2. Massively parallel analysis of cells and nucleic acids
Open this publication in new window or tab >>Massively parallel analysis of cells and nucleic acids
2011 (English)Doctoral thesis, comprehensive summary (Other academic)
Abstract [en]

Recent proceedings in biotechnology have enabled completely new avenues in life science research to be explored. By allowing increased parallelization an ever-increasing complexity of cell samples or experiments can be investigated in shorter time and at a lower cost. This facilitates for example large-scale efforts to study cell heterogeneity at the single cell level, by analyzing cells in parallel that also can include global genomic analyses. The work presented in this thesis focuses on massively parallel analysis of cells or nucleic acid samples, demonstrating technology developments in the field as well as use of the technology in life sciences.

In stem cell research issues such as cell morphology, cell differentiation and effects of reprogramming factors are frequently studied, and to obtain information on cell heterogeneity these experiments are preferably carried out on single cells. In paper I we used a high-density microwell device in silicon and glass for culturing and screening of stem cells. Maintained pluripotency in stem cells from human and mouse was demonstrated in a screening assay by antibody staining and the chip was furthermore used for studying neural differentiation. The chip format allows for low sample volumes and rapid high-throughput analysis of single cells, and is compatible with Fluorescence Activated Cell Sorting (FACS) for precise cell selection.

Massively parallel DNA sequencing is revolutionizing genomics research throughout the life sciences by constantly producing increasing amounts of data from one sequencing run. However, the reagent costs and labor requirements in current massively parallel sequencing protocols are still substantial. In paper II-IV we have focused on flow-sorting techniques for improved sample preparation in bead-based massive sequencing platforms, with the aim of increasing the amount of quality data output, as demonstrated on the Roche/454 platform. In paper II we demonstrate a rapid alternative to the existing shotgun sample titration protocol and also use flow-sorting to enrich for beads that carry amplified template DNA after emulsion PCR, thus obtaining pure samples and with no downstream sacrifice of DNA sequencing quality. This should be seen in comparison to the standard 454-enrichment protocol, which gives rise to varying degrees of sample purity, thus affecting the sequence data output of the sequencing run. Massively parallel sequencing is also useful for deep sequencing of specific PCR-amplified targets in parallel. However, unspecific product formation is a common problem in amplicon sequencing and since these shorter products may be difficult to fully remove by standard procedures such as gel purification, and their presence inevitably reduces the number of target sequence reads that can be obtained in each sequencing run. In paper III a gene-specific fluorescent probe was used for target-specific FACS enrichment to specifically enrich for beads with an amplified target gene on the surface. Through this procedure a nearly three-fold increase in fraction of informative sequences was obtained and with no sequence bias introduced. Barcode labeling of different DNA libraries prior to pooling and emulsion PCR is standard procedure to maximize the number of experiments that can be run in one sequencing lane, while also decreasing the impact of technical noise. However, variation between libraries in quality and GC content affects amplification efficiency, which may result in biased fractions of the different libraries in the sequencing data. In paper IV barcode specific labeling and flow-sorting for normalization of beads with different barcodes on the surface was used in order to weigh the proportion of data obtained from different samples, while also removing mixed beads, and beads with no or poorly amplified product on the surface, hence also resulting in an increased sequence quality.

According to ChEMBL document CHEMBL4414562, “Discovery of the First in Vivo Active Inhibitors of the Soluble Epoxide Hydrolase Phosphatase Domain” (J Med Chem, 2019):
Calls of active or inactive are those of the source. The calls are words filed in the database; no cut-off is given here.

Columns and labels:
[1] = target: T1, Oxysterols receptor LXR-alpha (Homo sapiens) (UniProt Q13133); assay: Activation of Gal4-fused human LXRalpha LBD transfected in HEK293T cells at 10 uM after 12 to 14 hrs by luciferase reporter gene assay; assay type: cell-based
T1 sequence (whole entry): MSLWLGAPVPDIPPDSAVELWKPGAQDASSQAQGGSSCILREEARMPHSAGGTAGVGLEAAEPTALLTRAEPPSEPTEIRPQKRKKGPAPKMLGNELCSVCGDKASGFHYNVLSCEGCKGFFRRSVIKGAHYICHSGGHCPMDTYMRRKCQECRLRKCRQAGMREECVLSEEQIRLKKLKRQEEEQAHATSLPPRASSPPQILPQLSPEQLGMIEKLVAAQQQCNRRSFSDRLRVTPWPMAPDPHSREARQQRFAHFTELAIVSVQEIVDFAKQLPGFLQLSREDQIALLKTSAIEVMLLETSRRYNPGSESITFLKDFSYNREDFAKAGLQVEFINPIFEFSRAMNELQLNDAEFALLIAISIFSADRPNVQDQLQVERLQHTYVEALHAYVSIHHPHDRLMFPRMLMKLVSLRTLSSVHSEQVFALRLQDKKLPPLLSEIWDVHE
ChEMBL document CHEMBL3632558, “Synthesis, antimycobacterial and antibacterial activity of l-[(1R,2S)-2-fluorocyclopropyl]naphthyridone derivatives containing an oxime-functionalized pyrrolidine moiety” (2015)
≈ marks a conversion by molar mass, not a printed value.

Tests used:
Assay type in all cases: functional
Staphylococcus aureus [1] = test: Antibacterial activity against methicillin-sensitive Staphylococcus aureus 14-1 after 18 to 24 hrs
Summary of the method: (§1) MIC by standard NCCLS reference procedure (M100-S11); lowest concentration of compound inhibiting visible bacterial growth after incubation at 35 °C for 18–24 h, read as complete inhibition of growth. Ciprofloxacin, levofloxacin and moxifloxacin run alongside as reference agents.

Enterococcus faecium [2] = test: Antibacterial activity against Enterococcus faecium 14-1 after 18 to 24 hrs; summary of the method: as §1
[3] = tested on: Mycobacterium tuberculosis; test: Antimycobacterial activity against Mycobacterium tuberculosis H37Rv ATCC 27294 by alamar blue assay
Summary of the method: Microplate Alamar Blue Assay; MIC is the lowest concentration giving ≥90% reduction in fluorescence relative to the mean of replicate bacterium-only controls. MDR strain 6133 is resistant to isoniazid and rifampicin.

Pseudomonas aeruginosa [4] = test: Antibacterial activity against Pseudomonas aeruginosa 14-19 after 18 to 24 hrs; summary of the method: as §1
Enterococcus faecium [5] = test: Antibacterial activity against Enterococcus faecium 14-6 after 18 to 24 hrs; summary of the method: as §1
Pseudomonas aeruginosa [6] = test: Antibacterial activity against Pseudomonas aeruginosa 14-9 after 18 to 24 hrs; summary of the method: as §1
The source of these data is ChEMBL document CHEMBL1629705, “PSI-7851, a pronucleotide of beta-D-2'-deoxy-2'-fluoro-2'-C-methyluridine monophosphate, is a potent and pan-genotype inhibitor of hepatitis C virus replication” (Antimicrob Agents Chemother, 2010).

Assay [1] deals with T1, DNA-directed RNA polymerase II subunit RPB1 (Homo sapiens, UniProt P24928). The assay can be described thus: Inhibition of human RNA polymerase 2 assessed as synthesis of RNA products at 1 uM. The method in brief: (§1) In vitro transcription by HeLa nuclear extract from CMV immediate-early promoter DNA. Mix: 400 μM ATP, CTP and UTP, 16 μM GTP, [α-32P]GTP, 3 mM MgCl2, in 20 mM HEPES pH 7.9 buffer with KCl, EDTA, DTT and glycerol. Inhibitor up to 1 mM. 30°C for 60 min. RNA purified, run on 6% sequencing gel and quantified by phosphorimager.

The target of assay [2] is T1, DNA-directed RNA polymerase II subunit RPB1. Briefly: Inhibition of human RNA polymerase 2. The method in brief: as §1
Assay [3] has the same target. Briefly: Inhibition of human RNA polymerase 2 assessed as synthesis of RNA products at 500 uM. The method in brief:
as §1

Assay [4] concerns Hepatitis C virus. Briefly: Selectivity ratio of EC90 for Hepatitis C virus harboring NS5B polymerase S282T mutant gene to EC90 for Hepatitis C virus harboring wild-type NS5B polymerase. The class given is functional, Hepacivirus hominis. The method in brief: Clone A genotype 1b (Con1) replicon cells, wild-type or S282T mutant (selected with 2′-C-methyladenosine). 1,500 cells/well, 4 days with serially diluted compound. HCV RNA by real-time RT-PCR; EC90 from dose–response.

In paper V, cell heterogeneity within a human being is being investigated by low-coverage whole genome sequencing of single cell material. By focusing on the most variable portion of the human genome, polyguanine nucleotide repeat regions, variability between different cells is investigated and highly variable polyguanine repeat loci are identified. By selectively amplifying and sequencing polyguanine nucleotide repeats from single cells for which the phylogenetic relationship is known, we demonstrate that massively parallel sequencing can be used to study cell-cell variation in length of these repeats, based on which a phylogenetic tree can be drawn.

Place, publisher, year, edition, pages
Stockholm: KTH Royal Institute of Technology, 2011. xi, 71 p.
Series
Trita-BIO-Report, ISSN 1654-2312 ; 2011:22
Keyword
Massively parallel sequencing, 454, Illumina, multiplex amplification, whole genome amplification, single cell, polyguanine, flow-cytometry
National Category
Biological Sciences
Identifiers
urn:nbn:se:kth:diva-45671 (URN)978-91-7501-123-3 (ISBN)
Public defence
2011-11-18, Lennart Nilsson-salen, Nobels väg 15A, Karolinska Institutet, Solna, 10:00 (English)
Opponent
Supervisors
Note
QC 20111031Available from: 2011-10-31 Created: 2011-10-31 Last updated: 2011-11-01Bibliographically approved